People often use the terms ‘Sensory Integration’ (SI) and ‘Sensory Processing’ to refer to the same theory. Dr A. Jean Ayres first published her first book on sensory integration theory in 1972. She was the first author to use the term ‘Sensory Integration’ to describe sensory issues in children. Her book outlined both the sensory integration theory and her recommendations for sensory integration therapy.
More recently, the term ‘Sensory Processing Disorder‘ (SPD) is being used. This term was first published by Dr Lucy Miller in 2006. Dr Miller’s model of sensory processing is based on Ayres’ original sensory integration theory.
Nowadays, authors typically use either one term or the other, depending on their training and/or work experience. Therapists will usually use the term that they were taught when they trained. This is influenced by who they trained with, and where and when they completed their training.
To clarify ‘Sensory Integration’ and ‘Sensory Processing’ refer to the same initial idea of how the brain processes sensory messages. The differences between SI and SPD are subtle. In order to explain them, this post gives a short history of Ayres’ and Miller’s work.
Sensory Integration Theory
Dr A. Jeans Ayres in 1972 (p.1) first described Sensory Integration (SI) as ‘the organisation of the senses for use.’ Dr Ayres was an occupational therapist working with children with learning disabilities in California. Noticing that many of these children interpreted sensory messages differently to their peers, she began to focus her attention on the touch, vestibular, proprioceptive and vision senses. Her research indicated that the children she was working with did not integrate, or combine, the messages from these senses very well. This is how she started to develop her sensory integration theory.
As a result of poor integration of the sensory messages, Dr Ayres theorised children could have challenges with:
- Postural control
- Coordination of both sides of the body (bilateral integration)
- Sensory sensitivity
- Discrimination and/or
SI and learning
Dr Ayres felt that these SI challenges were contributing to the children’s difficulties with learning. This thinking can be seen in her sensory integration theory and is shown in the picture below. On the left, the sensory integration model shows the senses Dr Ayres felt were most likely to contribute to SI dysfunction. As you follow the model to the right, it shows the skills that each sense influences. Dr Ayres hypothesised that each skill formed the foundation for the next skill. Finally, resulting in the end products of concentration, attention, learning, etc.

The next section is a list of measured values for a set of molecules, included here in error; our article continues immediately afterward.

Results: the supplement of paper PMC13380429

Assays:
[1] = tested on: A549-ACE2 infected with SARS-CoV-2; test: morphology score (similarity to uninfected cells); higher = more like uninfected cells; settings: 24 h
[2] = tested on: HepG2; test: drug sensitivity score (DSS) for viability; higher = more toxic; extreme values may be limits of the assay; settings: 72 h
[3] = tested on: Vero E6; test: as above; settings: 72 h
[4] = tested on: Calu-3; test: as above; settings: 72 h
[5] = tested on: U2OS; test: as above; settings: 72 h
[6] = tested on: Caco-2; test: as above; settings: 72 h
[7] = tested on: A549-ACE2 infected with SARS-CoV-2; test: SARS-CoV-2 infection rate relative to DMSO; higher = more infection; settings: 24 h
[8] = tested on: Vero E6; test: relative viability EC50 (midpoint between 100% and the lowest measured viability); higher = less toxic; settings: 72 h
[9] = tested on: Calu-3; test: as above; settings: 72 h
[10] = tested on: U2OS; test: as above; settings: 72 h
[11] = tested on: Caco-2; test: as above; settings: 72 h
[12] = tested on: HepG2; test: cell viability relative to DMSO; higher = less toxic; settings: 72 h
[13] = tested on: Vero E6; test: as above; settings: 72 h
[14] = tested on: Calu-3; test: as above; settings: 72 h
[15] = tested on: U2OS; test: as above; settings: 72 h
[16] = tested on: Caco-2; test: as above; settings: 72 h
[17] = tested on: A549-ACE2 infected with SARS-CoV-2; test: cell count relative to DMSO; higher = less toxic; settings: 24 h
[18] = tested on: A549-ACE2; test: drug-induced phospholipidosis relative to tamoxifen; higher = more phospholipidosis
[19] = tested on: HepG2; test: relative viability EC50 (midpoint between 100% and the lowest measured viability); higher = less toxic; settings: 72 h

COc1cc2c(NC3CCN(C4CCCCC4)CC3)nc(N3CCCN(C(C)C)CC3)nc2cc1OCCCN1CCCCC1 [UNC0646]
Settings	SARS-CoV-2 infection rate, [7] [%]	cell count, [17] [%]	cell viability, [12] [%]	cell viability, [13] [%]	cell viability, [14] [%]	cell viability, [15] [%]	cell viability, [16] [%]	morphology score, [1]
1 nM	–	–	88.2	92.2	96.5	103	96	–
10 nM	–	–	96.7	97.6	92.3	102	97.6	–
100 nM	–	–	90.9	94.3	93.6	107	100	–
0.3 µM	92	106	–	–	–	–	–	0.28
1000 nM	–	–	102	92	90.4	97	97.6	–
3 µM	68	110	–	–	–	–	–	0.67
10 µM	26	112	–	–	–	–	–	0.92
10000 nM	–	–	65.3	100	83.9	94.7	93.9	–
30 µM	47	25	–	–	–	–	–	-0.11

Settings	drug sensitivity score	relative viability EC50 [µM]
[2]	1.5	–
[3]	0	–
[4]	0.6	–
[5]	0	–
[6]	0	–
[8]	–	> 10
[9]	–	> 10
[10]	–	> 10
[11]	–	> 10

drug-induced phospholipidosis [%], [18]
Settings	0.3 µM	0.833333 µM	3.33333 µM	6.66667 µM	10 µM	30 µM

Through her work, Dr Ayres created sensory integration therapy. She found that if she treated the children using a SI approach they made improvements in their learning. The is called a ‘bottom up’ approach because it works on improving foundation abilities with the expectation that this will have a knock on effect to function skills. So, for example, Dr Ayres felt that working on postural control and discrimination would improve a child’s handwriting without working specifically on handwriting. Many therapists still use this treatment approach today (Ayres® SI).
Image: Western Psychological Services SI and the Child 1979
Sensory Processing Disorder
Dr Lucy Miller first used the term Sensory Processing Disorder (SPD) in 2006 to describe sensory issues in her book, Sensational Kids. Dr Miller had initially studied under Dr Ayres. After this she has continued to research SI along with her colleagues. The primary aim of this research was to have SPD identified as a stand-alone diagnosis by the American Psychology Association in their updated manual the DSM-5. Dr Miller defined three parts to SPD: sensory modulation; sensory discrimination and sensory-based motor disorders.
Dr Miller’s model draws heavily on Ayres’ initial work and sensory integration theory. In my opinion, however, Dr Miller’s format is easier for parents and teachers to follow.
Dr Miller also published her treatment approach in 2012 (A SECRET, Bialer & Miller).
Image: Lucy Miller, Sensational Kids; Hope and Help for Children with Sensory Processing Disorder (2006)
Overall, what is the main difference between Sensory Integration and Sensory Processing Disorder?